Hu can also say to his growing restive domestic audience that he is no "softie", as he has proved by not bending over backwards to accommodate Japan. Last week, he abruptly recalled Vice Prime Minister Wu Yi from Tokyo, where she had been sent to mend fences with Japan over plummeting relations, when it became apparent that Japanese Prime Minister Junichiro Koizumi was not giving in on his controversial visits to the Yasukuni Shrine for Japanese war dead. This balance between tough, bold and unconventional perhaps provides the real formula for Hu's administration.

Francesco Sisci, based in Beijing, is Asia Editor for the daily La Stampa.
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mithridates



Joined: 03 Mar 2003
Location: President's office, Korean Space Agency

PostPosted: Thu Jun 02, 2005 3:00 pm    Post subject: Reply with quote

This probably deserves to be reiterated:

Quote:
Meanwhile, bilateral trade (China has a deficit with India) increased to US$13.6 billion last year, from $1.9 billion in 1999-2000.


And

This article is on a somewhat related note. *beep* Air Canada, but still.


Quote:
Air Canada takes off for Beijing
Last Updated Thu, 02 Jun 2005 11:52:51 EDT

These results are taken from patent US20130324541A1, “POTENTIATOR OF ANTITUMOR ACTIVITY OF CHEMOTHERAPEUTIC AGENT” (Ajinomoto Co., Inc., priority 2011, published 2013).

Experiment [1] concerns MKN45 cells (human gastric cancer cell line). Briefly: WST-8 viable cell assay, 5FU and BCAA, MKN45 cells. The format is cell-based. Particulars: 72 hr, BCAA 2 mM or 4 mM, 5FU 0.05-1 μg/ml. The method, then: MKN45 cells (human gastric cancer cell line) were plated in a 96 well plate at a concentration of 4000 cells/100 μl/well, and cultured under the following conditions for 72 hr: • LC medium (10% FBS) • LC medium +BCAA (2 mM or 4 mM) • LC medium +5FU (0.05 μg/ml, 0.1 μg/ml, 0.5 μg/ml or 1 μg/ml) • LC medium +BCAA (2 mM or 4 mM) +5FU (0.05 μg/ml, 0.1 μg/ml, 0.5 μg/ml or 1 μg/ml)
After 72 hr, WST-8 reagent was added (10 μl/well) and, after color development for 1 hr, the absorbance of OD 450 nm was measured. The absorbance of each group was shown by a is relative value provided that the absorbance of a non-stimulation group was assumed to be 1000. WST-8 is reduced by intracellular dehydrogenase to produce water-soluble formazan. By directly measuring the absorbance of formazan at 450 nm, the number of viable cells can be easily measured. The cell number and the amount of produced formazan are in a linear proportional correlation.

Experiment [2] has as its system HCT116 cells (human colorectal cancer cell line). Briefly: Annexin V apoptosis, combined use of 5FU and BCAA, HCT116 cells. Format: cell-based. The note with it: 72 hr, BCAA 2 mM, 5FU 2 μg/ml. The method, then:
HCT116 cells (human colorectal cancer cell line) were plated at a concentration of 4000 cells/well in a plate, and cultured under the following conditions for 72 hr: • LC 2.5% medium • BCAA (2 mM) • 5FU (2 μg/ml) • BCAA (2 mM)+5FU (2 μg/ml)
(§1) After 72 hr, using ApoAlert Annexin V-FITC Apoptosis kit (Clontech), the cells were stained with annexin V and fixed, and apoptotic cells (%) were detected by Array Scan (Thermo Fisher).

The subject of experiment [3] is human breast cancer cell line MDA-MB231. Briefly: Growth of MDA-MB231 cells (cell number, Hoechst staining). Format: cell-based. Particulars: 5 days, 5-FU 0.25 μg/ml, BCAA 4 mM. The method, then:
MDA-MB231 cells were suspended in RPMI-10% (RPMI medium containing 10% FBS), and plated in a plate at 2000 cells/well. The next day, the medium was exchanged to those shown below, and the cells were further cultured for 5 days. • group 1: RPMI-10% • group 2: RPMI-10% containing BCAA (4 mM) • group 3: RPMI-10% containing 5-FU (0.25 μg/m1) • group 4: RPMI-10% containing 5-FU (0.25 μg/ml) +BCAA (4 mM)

CBC News

Air Canada has started a non-stop service between Toronto and Beijing.

The first plane in a four-times-a-week service took off Thursday on the more than 13-hour flight.

The airline plans to fly daily next year, it said.

It's part of Air Canada's plan to increase international service, Marc Rosenberg, vice-president, sales and product distribution, said in a statement.

Last month, Vancouver-based Harmony Airways said it planned to sell seats to Chinese destinations on another airline, a practice known as code sharing. It said it would start later this year, and was negotiating to buy an aircraft – its fifth – for Chinese flights next year.

The designation allows Harmony to begin flying on a code-share basis with another airline, which the carrier plans to do later this year. Harmony is currently in negotiations to acquire its own long-range aircraft for service to China in 2006.

Both airlines are taking advantage of the air transport agreement between Canada and China announced on April 19, which allows for the tripling of passenger and cargo flights between the countries.

With the Toronto-Beijing service, Air Canada now has non-stop flights to eight Asian destinations.
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jajdude



Joined: 18 Jan 2003

PostPosted: Fri Jun 03, 2005 9:57 am    Post subject: Reply with quote

Imagine either one of those countries having the same presence as the US, only times four? Holy crap.

And if it were China... HOLY CRAP!!!